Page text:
“We really need a point where the wineries can reopen. Obviously without the wineries we have nowhere to go.”

Services offered by Grape Escape including tours, Wellness Escape classes and the escape room will be closed until the end of the month. 

“Things seem to be changing so quickly so that’s why we don’t want to commit to a shorter time or bigger time frame,” Mell said. “We feel like two weeks at a time is adequate to be able to make accurate assessments of where we need to be.”

Grape Escape is encouraging people to reschedule by offering an incentive, a bottle of VQA wine, as a “thank you for rescheduling” as opposed to cancelling.

“We in turn can go buy a bottle of wine from a local winery. So that supports them,” Mell said. “There are some people that are travelling from abroad and obviously just can’t reschedule, so we’ve reached a point where they will have to be credited back.”

Mell hopes it’s not too long before things return to normal.

“In my eyes, if people are going to be locked away for the next two to four weeks – as soon as the sun starts to shine and if they have been locked-up – I can see business potentially increasing for the summer season.”

He said the way through this situation is “together as a community.”

“Being a small community like we are, people will really look out for each other. I know we’ve tried to look out for others in the past so we hope it will pay-forward and come back to us,” Mell said.

The Scottish Loft in Niagara-on-the-Lake is now offering free delivery in Niagara for items over $20 before tax and will not be changing its hours of operation, said owner Simon Bentall. Orders in all areas of NOTL will be delivered daily while all other parts of Niagara will be delivered  Monday, Wednesday and Friday.

Caroline Cellars’ front of house and event manager Justine Lakeit said the winery has closed its Farmhouse cafe and opted not to do takeout. The winery will remain open for purchases only through the wine boutique, but it is not offering tastings now due to extra sanitation required.

“We have also offered options on our online store for people to order online and pick up in store,” Lakeit said. “So if customers do really want to limit their interactions with others, they can order online and we can pack it up and just have it ready for them to pick up at their convenience.”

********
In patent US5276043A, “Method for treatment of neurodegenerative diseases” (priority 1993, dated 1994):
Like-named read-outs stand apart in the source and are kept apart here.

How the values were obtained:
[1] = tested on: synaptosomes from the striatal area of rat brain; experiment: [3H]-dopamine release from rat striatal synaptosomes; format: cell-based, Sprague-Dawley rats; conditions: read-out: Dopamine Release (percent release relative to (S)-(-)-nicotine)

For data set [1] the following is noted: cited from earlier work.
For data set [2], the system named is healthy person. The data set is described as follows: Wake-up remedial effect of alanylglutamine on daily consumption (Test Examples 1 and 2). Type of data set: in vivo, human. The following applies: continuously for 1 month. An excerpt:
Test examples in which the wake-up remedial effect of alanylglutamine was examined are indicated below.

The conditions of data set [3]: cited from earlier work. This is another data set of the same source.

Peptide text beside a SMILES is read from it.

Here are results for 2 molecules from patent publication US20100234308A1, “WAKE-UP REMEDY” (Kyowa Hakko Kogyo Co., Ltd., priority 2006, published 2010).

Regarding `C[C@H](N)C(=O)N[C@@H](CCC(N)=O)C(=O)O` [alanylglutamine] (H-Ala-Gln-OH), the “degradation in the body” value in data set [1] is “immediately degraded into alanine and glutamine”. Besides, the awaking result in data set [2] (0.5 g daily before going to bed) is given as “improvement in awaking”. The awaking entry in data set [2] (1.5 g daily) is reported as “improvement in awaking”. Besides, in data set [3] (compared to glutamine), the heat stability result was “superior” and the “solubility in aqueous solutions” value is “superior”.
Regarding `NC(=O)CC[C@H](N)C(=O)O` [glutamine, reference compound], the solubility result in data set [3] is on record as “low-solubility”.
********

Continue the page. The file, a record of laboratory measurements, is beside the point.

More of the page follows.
“We were hoping to operate as normal as usual for as long as we could especially with all of our local customers who are great to us during the winter months and slower months,” Lakeit said. “We really rely on and appreciate their business during the winter months so we wanted to stay open for them as long as we can.”

“If this happened in the middle of July it would have much more of an impact on our business. But if we know now that tourism will be slower in the upcoming months, we can staff accordingly and plan accordingly,” she said.

Laura Sentineal, co-owner of Sentineal Carriages, said the carriages are still operating, but staff are taking extra measures to lower risks.

“We have removed our blankets and are sanitizing the carriage in between guests. As always, our tours are private,” she said. 

“Overall, with our situation, it poses little risk to our guests and staff. However, I have made (working) voluntary for our staff,” Sentineal said.

She said it’s too early to tell how the pandemic will affect business. “As many businesses will tell you, March is not really a busy time anyway. We have had a few cancellations.”

She said she is hoping “this is all done” by May.

City Sight Seeing bus driver Steven Hsueh said some people are cancelling tours due to COVID-19, but last weekend it didn’t have much impact on his tour bus. 

“Because we are one of the few companies that still operates in Niagara Falls, we still get people. Not as many, but we still get people.”

Usually the bus hosts 50 people. It still had 44 on Sunday’s visit to Niagara-on-the-Lake.

“Because of all the things happening I think things might start changing, especially this summer. I don’t think there is going to be a lot of tourists compared to previous years,” Hsueh said.

Niagara Fit owner Jaclyn Willms said her business is only running one-on-one classes right now, giving clients the option to take classes through video chat and has cancelled its Fitside lunch menu until April 6.

And the TD Niagara Jazz Festival has moved its “Jazzy-oke Sing-a-long Sundays” at Club 55 to March 29 from March 15 to avoid people sharing microphones.